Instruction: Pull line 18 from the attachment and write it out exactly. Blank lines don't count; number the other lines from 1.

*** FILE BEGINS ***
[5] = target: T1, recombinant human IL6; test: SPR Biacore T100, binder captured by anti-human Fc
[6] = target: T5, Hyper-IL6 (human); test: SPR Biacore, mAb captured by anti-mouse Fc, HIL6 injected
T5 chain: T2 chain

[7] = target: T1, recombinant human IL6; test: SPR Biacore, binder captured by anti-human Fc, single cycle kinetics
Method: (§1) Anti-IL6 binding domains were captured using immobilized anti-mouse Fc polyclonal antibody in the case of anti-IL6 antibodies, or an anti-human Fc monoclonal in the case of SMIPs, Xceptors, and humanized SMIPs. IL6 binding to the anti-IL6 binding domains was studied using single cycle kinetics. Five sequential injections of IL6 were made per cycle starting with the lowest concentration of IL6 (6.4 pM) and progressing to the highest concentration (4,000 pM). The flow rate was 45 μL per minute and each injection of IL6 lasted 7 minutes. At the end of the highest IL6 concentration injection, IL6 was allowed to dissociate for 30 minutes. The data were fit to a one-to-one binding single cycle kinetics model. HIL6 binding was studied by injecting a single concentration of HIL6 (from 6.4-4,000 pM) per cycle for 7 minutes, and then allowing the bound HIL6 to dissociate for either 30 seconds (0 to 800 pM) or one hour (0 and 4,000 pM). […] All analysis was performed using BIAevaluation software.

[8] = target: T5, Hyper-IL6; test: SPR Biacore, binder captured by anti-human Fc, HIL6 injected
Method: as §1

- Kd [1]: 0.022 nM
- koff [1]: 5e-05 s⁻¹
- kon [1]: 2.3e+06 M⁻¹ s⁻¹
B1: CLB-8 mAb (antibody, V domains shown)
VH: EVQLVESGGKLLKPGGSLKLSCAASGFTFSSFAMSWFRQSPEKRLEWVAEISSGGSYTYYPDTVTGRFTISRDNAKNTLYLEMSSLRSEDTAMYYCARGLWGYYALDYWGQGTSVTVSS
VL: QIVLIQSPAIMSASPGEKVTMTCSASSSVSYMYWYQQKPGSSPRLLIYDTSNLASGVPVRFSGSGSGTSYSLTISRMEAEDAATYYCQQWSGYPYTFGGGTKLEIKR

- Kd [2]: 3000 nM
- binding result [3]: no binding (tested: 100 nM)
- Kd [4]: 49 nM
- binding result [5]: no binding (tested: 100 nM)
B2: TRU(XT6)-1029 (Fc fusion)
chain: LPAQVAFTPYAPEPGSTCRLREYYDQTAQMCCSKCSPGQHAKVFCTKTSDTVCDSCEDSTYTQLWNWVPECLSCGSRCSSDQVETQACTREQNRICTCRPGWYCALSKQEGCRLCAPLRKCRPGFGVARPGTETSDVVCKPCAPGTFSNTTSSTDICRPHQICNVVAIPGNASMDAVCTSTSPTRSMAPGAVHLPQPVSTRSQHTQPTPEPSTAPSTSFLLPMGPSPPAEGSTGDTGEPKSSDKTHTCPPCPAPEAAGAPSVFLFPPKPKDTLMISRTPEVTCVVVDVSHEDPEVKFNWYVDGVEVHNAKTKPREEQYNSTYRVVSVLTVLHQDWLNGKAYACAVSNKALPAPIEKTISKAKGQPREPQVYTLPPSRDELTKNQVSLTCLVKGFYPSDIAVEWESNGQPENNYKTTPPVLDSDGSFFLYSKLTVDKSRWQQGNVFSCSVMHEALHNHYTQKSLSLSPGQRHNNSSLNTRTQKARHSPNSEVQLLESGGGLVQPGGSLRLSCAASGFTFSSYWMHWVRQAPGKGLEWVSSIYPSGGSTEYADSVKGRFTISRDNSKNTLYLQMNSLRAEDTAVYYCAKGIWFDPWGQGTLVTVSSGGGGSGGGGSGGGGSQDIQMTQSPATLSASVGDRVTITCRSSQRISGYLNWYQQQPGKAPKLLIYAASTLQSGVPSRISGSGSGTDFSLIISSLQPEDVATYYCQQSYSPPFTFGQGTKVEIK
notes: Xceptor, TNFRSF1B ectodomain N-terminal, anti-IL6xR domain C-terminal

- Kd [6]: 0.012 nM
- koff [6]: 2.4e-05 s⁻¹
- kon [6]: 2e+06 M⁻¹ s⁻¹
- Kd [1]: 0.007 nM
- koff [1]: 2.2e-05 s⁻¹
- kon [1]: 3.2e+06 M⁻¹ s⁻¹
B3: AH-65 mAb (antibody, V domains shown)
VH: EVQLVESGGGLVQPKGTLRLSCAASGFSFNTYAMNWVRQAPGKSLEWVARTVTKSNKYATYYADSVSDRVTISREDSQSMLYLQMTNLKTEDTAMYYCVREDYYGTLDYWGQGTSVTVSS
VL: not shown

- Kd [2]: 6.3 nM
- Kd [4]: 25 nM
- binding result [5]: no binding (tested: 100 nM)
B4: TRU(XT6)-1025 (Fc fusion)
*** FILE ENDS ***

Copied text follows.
B2: TRU(XT6)-1029 (Fc fusion)